Now, as to the issue of the hyper-real look the movie adopted due to the higher frame rate. Let’s first focus on what good it did for me. I’m not a fan of 3D, never have been. I hate how much darker and fuzzy the picture becomes and I hate that I am forced to focus on certain areas of the screen because otherwise my eyes start to hurt. At least the first two aspects of 3D have been less of an issue with The Hobbit: the image was clear, sharp and bright. Even those who hated the high frame rate look of the movie will agree, that still images and scenes with little to no movement looked incredible.
The issue most people seem to have mostly occurred in scenes with a lot of light and some movement. For instance: the prologue. In those scenes, there is an abundance of sunlight and every move seems to be at least fifty percent faster than it should be. Until, that is, we focus our minds on them. I don’t have enough understanding or knowledge about the human eye and how we perceive visuals or how this technology interacts with it but specifically but I learned two things: I got used to it more and more as the movie progressed and when the camera moved as well my brain just gave up. Too much movement–please stop input immediately.
There have been a lot of comparisons when people discuss the high frame rate version of the Hobbit. One more commonly heard claims: the movie quite often looked more like a play because it was so lifelike. I only felt like this in a few scenes, where the focus was on a smaller group of people, and the light was good but not too bright along with the fact the movements were slow. Then, it almost felt like I was watching Ian McKellen on stage…as if I was there. This illusion was quickly destroyed by camera movement though.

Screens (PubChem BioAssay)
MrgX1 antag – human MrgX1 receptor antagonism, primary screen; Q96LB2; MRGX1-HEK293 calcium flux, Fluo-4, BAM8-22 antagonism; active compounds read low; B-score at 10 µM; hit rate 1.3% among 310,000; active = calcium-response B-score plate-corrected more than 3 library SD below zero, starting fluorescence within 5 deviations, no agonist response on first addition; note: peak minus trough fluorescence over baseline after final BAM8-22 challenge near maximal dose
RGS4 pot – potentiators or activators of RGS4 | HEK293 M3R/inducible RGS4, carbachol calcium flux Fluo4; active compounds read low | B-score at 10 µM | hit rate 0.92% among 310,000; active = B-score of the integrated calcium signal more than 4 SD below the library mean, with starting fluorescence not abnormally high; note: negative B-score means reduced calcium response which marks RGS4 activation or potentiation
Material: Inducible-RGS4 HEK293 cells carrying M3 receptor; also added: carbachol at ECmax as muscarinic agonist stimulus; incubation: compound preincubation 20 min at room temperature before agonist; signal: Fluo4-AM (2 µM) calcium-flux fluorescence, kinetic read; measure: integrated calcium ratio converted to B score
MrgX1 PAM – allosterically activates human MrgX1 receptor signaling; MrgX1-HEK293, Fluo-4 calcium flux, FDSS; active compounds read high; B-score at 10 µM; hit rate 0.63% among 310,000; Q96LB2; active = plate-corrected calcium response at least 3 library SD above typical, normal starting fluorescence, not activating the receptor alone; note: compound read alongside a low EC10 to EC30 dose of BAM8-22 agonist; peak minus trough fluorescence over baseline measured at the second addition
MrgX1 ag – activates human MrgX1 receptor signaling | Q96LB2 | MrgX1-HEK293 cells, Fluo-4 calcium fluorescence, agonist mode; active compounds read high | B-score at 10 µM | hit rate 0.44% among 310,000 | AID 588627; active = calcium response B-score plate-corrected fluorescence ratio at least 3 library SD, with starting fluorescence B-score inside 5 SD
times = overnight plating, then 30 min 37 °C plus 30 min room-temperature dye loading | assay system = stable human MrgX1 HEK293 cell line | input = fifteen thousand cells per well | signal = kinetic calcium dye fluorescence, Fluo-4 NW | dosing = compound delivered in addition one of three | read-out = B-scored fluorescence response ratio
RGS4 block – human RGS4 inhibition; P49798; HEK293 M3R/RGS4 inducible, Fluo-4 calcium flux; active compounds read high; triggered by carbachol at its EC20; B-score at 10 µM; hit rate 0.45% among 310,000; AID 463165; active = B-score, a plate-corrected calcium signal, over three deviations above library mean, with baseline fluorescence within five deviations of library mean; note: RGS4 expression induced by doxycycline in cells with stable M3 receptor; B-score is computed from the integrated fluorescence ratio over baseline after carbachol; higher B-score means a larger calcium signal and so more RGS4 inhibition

But especially in the last third of the movie, I felt the movie was even more fake than it should look. My gut compared it to a computer game cut scene. Now, my gut does not have the best eyes but it does have good instincts. Many computer games have more than your normal 24 frames per second–which gives the movement more of a real feeling and is quite often the one thing that makes first person shooters playable. As soon as I realized this, the movie did not longer look fake to me–just different.
This might be the key to the higher frame rate: the audiences’ expectation. I went into this movie accepting the likely possibility that I would hate the way it looks and that it would always feel like a fast forward version of itself. Therefore I was not surprised and tried to adapt to the film. Now, one might say audiences should not adapt to movies–but we do this all the time. More often we adapt to the content, the style of the narration or the world the movie is set in.
That being said, there are a lot of things that Jackson and his team can improve for the next two installments of the franchise. I am curious to see if the 2D version of The Hobbit looks just the way The Lord of the Rings did, or just different from it in a, well, different way. I would also love to see a 2D version in the high frame rate. More importantly though, I would love to hear from other people about their experience with the movie. Share your comments below.